A Canadian model has won a landmark case in a New York court after Google was forced to disclose the online identity of a blogger who anonymously posted derogatory comments about the Vogue covergirl.
Justice Joan Madden of the New York State Supreme Court ordered the Web giant on Monday to hand over identifying information about the person who created the blog a year ago using Google's Blogger.com program.
The ruling came after Liskula Cohen, 36, filed suit in a bid to unmask the identify of her tormentor, who posted suggestive photographs of Cohen on the blog and described her as a "ho" and a "psychotic, lying, whoring... skank."
The blog was removed in March.
But Cohen, who has appeared on runways for top designers around the world and on the covers of numerous fashion magazines, was determined to pursue the case to learn the identity of the blogger.
"If somebody attacks somebody on the street you're not going to let it go," she told ABC's "Good Morning America" in an exclusive interview on Wednesday. "If somebody attacks you personally you're not going to let it go.
"Why should I just ignore it? I couldn't find one reason to ignore it," Cohen said. "So I didn't."
Steven Wagner, Cohen's lawyer, told AFP that following the court ruling, Google turned over the email address and IP addresses from each time the blogger had logged on to the blog.
The email address allowed Cohen to immediately figure out who the blogger was.
She told ABC she was relieved to discover that the woman who created the blog -- whom she declined to identify -- was not someone close to her.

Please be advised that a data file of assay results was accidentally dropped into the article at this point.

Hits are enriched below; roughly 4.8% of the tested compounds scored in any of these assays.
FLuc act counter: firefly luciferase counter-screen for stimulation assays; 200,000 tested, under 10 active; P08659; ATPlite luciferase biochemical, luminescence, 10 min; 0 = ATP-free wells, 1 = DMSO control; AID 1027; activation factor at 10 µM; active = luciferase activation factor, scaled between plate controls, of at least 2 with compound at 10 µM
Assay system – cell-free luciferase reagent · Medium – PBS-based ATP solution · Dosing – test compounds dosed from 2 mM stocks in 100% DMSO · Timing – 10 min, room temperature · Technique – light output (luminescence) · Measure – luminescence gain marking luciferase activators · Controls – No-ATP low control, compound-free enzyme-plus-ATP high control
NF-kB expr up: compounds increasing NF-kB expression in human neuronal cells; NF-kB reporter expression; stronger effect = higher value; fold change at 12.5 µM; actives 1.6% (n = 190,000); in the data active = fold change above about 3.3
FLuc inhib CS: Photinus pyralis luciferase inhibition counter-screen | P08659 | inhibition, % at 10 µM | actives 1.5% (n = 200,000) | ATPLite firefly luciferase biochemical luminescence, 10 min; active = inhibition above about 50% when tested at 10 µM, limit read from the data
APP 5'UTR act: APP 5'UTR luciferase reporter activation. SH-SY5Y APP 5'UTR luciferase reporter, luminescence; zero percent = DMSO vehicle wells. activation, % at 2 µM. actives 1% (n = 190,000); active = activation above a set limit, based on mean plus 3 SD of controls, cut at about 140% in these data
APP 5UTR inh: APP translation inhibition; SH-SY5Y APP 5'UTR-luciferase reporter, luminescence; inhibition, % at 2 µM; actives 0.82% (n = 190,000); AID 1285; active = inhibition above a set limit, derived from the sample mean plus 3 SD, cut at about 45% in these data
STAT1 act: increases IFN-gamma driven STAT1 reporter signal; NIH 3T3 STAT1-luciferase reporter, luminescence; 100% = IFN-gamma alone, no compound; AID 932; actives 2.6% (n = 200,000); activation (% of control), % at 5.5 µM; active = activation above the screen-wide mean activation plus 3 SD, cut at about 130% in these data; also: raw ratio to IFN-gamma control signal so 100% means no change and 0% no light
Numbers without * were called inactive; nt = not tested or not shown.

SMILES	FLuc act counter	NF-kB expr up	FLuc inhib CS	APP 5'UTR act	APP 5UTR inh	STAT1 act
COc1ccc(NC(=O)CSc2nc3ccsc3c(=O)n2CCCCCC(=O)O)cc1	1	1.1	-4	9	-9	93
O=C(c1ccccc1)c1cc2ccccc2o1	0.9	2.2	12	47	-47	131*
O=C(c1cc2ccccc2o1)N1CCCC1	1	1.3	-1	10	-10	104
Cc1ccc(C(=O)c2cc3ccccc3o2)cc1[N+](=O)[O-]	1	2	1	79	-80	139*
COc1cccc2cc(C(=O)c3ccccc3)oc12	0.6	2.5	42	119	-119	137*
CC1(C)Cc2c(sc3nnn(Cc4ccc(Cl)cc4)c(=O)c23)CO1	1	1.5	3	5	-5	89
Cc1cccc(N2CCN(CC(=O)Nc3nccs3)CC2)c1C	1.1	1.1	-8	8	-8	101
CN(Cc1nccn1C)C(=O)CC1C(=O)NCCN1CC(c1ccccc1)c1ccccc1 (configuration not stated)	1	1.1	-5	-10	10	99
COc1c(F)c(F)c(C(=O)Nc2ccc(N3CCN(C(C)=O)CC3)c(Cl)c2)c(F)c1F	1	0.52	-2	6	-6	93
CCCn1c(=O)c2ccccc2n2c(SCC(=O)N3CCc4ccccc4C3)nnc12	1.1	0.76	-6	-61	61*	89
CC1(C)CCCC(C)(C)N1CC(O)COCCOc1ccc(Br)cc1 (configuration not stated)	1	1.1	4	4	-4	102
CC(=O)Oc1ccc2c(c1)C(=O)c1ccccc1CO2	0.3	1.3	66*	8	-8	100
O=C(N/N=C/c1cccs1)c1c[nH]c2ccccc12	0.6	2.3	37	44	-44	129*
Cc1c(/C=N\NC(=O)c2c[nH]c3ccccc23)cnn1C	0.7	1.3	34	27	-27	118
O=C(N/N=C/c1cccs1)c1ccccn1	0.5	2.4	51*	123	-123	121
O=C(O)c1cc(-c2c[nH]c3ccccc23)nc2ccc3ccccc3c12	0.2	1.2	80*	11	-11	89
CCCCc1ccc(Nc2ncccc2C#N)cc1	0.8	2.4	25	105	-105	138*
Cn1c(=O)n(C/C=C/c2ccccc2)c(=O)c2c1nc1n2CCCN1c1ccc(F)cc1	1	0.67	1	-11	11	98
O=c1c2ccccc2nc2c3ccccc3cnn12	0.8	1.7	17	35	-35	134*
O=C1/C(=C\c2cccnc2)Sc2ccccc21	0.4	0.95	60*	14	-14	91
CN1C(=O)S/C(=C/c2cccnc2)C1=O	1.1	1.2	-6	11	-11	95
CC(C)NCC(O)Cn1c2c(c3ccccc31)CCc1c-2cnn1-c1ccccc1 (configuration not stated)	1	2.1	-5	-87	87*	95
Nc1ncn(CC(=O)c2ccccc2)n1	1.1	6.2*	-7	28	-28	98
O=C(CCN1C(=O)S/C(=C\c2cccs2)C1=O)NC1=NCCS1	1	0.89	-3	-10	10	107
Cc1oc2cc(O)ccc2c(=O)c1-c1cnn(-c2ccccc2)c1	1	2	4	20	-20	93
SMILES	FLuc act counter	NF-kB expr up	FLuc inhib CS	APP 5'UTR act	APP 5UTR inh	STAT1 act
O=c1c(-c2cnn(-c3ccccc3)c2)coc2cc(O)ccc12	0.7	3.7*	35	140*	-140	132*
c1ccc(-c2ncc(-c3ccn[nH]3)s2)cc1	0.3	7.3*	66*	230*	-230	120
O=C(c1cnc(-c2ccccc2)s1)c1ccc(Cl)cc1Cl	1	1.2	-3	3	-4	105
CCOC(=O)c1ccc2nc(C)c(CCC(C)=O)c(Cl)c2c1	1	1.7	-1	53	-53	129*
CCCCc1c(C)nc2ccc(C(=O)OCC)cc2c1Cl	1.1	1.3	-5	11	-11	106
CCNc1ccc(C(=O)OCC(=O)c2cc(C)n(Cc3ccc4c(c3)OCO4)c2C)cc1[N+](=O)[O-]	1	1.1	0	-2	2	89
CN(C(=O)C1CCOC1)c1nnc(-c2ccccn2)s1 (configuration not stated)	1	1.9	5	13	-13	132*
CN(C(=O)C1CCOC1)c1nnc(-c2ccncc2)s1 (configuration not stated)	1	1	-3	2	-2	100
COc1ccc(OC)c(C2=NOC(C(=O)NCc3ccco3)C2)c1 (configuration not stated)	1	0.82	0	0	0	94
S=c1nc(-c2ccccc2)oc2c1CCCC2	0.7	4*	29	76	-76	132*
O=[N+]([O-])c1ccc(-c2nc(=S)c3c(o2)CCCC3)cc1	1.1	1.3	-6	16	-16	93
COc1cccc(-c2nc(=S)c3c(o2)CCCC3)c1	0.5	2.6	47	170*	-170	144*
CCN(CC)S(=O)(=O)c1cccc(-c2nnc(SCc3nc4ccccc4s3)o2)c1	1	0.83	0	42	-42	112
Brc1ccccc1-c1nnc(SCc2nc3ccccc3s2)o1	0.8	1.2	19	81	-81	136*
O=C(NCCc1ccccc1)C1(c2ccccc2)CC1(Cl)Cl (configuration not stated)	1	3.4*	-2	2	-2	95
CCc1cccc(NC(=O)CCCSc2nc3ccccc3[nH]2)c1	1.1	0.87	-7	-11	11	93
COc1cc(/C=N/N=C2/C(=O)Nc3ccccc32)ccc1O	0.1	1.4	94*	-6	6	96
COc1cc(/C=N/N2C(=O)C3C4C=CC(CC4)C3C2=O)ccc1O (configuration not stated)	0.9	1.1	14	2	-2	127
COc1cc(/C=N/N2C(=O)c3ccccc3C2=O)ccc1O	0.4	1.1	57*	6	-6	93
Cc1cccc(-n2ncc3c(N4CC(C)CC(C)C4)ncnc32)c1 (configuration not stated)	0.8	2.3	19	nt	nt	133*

"She's an irrelevant person in my life," Cohen said. "She's just somebody that, whenever I would go out to a restaurant, to a party in New York City, she was just that girl that was always there."
Cohen said she called the woman on the telephone and told her: "I just want you to know that if I've ever done anything to you to actually deserve this then I'm really very sorry.
"I said, 'I forgive you, it doesn't matter any more.'"
Wagner said, however, that Cohen planned to pursue a defamation case against the woman.
He told ABC the case was "sending out a message that the Internet is no longer a safe harbor for defamatory language."
"I don't know if it'll change the Internet," he added. "It'll change the way some people act on the Internet."
Google said that while the company does not tolerate "cyber bullying" it is also respectful of privacy.
"We sympathize with anyone who may be the victim of cyber bullying," Andrew Pederson, a Google spokesman, said in an email statement to AFP.
"We also take great care to respect privacy concerns and will only provide information about a user in response to a subpoena or other court order," he said.
"If content is found by a court to be defamatory, we will of course remove it immediately," Pederson added.
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